Poulier v. Ahamed Bari.
1940Present: Moseley J.
POULIER v. AHAMED BARI.
851—M. C. Gdlle, 23,870.
Decoy—Corroboration of evidence—Material particular connecting the accttsed—Corroboration need not be by direct evidence.
A decoy is an accomplice and, as such, his evidence requires corrobo-ration in some material particular connecting the accused with thecommission of the offence. Corroboration need not be by direct evidence.
PPEAL from a conviction of the Magistrate of Galle.
P. Thiagarajah, for accused, appellant.
JHhal Gunasekera, C.C., for complainant, respondent.
Cur. adv. vult.
MOSELEY J.—Poulier v. Ahamed Bari.
February 21, 1940. Moseley J.—
The appellant was charged with two others on four counts of havingreceived bets on horse races, other than taxable bets, in contravention ofsection 3 (3) of Chapter 36 of the laws of Ceylon. The two other accusedwere acquitted; the appellant was convicted on the first two counts and1fined on each count Rs. 150 in default one month’s rigorous imprisonment,that is to say, Rs. 300 in default two months’ rigorous imprisonment in all!
On the day in question Inspector Poulier sent two decoys, Abeyratneand Abeytunga, each armed with a betting slip in duplicate and a markedone-rupee note, to a shop at the Dye Works, Lighthouse street. Thedecoys were instructed to place bets, as indicated on the slips on races tobe run in India.
The decoy Ariyaratne deposed that he went to the premises as instructedwhere he saw the appellants seated at a table. He gave the two slips(P 7 and P 7a), that is, original and duplicate, and the rupee note to theappellant who scribbled something, retained one slip, and returned theother to the witness. The latter appears to have spent some minutes inthe shop and then left to give a prearranged signal to the raiding party.He returned with the party and pointed out the appellant as the personwho had accepted his bet.
Inspector Poulier says that when he entered the shop with the raidingparty he saw the appellant writing on betting slips with a purple pencil.As the Police entered the appellant gathered up some mony which was onthe table and threw some slips behind him. Eighty-nine slips werefound of which about 60 were on the table and were marked with numbers.These were produced in one bundle P 4 and are marked in most caseswith purple pencil. Amongst these was P 7 which bears the mark 290/9in purple pencil. P 7 (a) which also bears the number 290 and 9 inpurple pencil was handed to the Inspector by Abeyratne who told himthat he had received it back from the appellant. Neither of the markedrupee notes was found. This may be accounted for by the statement ofAbeyratne that after he had handed the appellant the note with whichhe had been provided, the latter gave change of a Rs. 5 note to each oftwo people.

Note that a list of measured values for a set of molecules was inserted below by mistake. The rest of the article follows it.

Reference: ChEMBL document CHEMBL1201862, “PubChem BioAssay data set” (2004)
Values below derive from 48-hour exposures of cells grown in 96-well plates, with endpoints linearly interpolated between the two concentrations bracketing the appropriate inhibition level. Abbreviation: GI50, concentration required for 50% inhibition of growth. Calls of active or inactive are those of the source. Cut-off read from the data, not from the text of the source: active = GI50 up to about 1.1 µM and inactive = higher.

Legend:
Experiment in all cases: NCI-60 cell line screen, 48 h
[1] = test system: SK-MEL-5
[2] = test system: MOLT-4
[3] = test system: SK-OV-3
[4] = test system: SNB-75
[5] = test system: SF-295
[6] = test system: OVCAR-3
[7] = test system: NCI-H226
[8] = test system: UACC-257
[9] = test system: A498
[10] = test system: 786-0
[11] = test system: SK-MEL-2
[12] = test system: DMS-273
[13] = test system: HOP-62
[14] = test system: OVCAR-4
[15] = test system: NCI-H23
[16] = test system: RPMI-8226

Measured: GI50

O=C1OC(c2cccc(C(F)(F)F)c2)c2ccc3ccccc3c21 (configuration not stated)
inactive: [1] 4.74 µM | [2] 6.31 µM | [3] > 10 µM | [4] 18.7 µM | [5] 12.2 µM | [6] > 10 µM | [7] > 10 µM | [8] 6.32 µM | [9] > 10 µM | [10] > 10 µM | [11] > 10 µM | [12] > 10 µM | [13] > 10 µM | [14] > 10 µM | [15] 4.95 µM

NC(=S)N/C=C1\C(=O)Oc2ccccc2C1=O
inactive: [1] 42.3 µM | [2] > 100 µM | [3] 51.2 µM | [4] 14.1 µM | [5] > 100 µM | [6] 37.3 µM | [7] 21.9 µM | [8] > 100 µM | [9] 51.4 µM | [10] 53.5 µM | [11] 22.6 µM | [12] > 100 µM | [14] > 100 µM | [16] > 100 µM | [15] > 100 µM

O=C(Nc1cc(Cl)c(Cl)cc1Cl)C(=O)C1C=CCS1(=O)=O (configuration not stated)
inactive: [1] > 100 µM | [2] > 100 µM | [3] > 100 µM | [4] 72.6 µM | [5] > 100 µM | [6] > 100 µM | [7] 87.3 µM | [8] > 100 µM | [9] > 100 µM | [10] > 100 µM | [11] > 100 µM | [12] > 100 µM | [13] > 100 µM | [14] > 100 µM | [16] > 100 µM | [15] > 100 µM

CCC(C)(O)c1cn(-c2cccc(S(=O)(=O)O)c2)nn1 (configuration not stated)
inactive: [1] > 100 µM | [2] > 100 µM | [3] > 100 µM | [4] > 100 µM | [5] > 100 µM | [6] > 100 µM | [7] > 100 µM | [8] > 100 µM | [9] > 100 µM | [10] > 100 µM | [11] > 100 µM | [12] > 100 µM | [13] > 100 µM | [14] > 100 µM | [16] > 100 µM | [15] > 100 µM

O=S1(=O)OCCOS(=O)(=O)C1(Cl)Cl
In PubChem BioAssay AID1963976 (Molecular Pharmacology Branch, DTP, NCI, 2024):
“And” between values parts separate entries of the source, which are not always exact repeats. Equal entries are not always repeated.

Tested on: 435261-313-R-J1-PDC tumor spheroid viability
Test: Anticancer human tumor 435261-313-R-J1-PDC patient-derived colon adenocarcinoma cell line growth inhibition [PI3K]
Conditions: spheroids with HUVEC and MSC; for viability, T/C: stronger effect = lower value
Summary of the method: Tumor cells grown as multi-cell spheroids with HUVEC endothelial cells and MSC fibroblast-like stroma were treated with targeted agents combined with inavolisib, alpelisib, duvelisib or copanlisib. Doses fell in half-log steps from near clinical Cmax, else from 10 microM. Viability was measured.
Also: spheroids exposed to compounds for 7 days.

The learned Magistrate regarded the decoy Abeytunga as an unsatis-factory witness and in consequence acquitted all the accused on counts'(3) and (4) and the second and third accused on counts (1) and (2).Abeyratne, however, impressed him favourably. Counsel for theappellant argued that, since the two decoys contradicted each other,the evidence of neither should be accepted. That contention does notseem to me to be particularly sound and, in my view, the Magistrate wasentitled, if he saw fit, to accept his evidence. Nevertheless, he was in theposition of an accomplice and as such his evidence requires corroborationin some material particular connecting the appellant with the commissionof the offence. That corroboration need not however be by directevidence.
Counsel for the appellant brought to my notice the case of Peitis v.Seniviratne in which the facts are remarkably similar to those of thecase before me. There is one marked difference. In that case the
11 C.L. W.p. lis
WIJEYEWARDENE J.—Peter Singho v. Appuhamy.
marked money was found, but the duplicate slips were not. That wasregarded by Akbar J. as “a very significant fact Indeed the failureto find the duplicate slips became particularly * significant when theaccused gave evidence that the marked money was given in payment forgoods to be supplied. Akbar J. held that there was insufficient corro-boration on material' particulars of the evidence given by the accomplicesand quashect the conviction.
In the present case Counsel for the appellant has urged that the failureto find the marked money is fatal to the case for the prosecution. Withthat view I am unable to agree. In the first place a reasonable expla-nation for its disappearance has been given. Secondly, assuming thatthe money did not in fact pass from the decoy to the appellant the finding-of the slip P 7, with similar markings to those on P 7 (a) is amplecorroboration of the evidence of the decoy that he placed a bet with theappellant.
In my view the prosecution proved its case against the appellant beyondall doubt.
I dismiss the appeal.'
POULIER v. AHAMED BARI